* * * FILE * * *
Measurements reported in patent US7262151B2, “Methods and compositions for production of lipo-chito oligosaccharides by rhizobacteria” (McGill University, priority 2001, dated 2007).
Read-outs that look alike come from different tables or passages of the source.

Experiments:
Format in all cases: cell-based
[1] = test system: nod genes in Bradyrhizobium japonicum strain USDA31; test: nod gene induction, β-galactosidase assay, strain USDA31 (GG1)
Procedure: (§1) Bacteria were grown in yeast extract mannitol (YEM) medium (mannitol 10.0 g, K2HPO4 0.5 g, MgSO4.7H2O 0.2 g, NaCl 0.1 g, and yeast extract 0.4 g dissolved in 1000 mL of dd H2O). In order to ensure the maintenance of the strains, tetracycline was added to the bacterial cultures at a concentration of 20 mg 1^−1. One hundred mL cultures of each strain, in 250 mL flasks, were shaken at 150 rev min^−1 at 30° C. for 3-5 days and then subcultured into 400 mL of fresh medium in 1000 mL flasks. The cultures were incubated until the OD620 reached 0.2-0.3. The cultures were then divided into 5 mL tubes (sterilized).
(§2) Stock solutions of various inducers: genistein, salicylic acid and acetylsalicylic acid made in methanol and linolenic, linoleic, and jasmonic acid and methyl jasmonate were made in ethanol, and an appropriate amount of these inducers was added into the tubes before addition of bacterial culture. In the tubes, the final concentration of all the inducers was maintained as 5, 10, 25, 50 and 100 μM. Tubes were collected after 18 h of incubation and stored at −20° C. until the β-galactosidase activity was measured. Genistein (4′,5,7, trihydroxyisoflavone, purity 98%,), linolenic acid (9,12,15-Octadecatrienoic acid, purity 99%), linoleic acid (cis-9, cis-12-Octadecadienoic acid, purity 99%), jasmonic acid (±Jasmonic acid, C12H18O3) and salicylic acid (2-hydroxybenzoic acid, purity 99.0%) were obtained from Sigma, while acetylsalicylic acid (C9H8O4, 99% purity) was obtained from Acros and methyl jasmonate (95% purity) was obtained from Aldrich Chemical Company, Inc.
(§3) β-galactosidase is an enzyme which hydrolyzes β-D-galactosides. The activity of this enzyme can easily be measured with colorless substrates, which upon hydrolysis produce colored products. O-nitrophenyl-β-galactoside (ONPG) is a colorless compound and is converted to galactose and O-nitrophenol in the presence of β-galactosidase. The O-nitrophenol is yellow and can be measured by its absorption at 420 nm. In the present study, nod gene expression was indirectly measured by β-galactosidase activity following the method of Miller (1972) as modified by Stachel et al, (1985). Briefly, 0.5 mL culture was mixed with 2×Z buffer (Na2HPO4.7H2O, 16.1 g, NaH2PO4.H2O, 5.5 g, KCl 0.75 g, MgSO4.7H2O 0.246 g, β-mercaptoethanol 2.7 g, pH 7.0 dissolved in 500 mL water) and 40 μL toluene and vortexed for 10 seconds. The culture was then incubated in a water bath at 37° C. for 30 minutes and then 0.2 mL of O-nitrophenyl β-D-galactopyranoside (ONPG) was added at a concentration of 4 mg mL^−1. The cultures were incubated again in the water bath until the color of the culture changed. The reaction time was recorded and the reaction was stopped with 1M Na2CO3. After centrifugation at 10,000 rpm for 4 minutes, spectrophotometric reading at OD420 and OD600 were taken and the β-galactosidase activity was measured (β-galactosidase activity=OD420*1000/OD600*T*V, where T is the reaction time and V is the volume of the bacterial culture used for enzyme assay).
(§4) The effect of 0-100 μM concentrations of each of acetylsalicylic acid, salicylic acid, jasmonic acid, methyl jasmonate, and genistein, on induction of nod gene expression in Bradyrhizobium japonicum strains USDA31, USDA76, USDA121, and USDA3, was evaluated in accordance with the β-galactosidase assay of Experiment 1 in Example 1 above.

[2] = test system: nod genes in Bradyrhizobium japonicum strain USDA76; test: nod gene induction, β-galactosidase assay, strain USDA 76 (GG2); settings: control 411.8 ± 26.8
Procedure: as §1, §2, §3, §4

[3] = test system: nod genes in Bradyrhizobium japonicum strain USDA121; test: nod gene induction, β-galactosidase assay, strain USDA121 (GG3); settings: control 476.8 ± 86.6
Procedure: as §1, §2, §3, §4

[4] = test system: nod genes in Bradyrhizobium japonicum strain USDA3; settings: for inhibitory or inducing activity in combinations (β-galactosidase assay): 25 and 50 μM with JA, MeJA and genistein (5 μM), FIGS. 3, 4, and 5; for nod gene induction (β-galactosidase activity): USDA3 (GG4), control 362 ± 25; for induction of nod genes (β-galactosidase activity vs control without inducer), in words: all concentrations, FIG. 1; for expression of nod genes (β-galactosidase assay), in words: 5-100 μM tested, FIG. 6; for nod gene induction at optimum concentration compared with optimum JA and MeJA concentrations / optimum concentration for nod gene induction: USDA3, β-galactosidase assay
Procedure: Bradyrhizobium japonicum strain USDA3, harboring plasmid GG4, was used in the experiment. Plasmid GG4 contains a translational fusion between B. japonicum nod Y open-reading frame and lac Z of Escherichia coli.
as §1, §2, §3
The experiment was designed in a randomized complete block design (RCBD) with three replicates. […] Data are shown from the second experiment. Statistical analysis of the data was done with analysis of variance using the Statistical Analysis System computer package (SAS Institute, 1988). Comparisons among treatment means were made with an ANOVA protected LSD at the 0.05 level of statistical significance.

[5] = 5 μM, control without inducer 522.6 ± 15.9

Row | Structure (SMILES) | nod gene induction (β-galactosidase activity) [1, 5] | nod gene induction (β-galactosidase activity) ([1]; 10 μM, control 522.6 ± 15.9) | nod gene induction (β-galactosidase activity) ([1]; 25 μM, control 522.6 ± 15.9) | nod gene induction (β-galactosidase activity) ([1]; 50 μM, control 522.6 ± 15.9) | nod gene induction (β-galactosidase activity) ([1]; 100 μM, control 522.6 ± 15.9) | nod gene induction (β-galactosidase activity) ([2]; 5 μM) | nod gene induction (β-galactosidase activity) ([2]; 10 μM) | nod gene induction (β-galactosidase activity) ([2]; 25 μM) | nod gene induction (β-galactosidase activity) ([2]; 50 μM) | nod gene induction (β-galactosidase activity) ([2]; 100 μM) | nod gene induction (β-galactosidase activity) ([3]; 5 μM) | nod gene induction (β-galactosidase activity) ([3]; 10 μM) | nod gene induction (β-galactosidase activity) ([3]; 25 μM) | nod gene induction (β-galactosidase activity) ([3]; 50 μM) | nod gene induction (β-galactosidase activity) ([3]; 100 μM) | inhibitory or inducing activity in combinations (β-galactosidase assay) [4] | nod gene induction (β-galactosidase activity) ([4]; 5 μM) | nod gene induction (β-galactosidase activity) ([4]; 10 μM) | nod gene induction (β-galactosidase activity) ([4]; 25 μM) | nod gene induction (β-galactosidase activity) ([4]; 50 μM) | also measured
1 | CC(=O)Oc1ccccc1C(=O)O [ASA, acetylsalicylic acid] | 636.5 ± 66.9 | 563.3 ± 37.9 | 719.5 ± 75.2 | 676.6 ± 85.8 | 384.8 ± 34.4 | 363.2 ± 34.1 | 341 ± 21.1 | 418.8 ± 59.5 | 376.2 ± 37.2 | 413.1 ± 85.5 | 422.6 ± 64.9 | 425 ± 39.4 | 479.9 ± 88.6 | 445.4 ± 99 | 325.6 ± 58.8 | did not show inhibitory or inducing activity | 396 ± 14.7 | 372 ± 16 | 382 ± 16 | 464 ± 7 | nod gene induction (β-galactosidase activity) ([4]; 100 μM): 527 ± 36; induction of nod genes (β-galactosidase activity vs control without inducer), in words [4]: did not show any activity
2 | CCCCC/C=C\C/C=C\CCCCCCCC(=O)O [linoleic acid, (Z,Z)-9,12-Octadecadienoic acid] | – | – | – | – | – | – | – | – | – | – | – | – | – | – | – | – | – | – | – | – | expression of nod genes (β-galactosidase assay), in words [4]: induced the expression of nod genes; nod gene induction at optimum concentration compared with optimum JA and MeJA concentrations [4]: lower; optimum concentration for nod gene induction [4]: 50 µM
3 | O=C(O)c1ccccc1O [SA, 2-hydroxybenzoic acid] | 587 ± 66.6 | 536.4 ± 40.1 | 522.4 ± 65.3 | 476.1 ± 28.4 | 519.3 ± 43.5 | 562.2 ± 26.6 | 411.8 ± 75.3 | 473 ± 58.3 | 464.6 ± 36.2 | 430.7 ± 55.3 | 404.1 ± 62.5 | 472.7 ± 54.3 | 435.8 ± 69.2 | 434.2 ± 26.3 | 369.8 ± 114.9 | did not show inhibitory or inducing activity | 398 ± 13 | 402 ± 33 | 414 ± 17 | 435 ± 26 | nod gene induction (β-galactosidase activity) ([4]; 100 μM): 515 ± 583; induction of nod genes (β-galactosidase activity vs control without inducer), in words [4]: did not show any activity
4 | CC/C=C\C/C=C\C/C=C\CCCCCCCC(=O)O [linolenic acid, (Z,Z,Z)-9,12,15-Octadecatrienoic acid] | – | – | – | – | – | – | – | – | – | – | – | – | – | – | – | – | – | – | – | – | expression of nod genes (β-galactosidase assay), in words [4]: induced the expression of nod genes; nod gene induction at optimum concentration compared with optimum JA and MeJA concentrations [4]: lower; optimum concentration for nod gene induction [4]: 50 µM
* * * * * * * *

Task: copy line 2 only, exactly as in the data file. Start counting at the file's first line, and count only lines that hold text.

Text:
Read-outs that look alike come from different tables or passages of the source.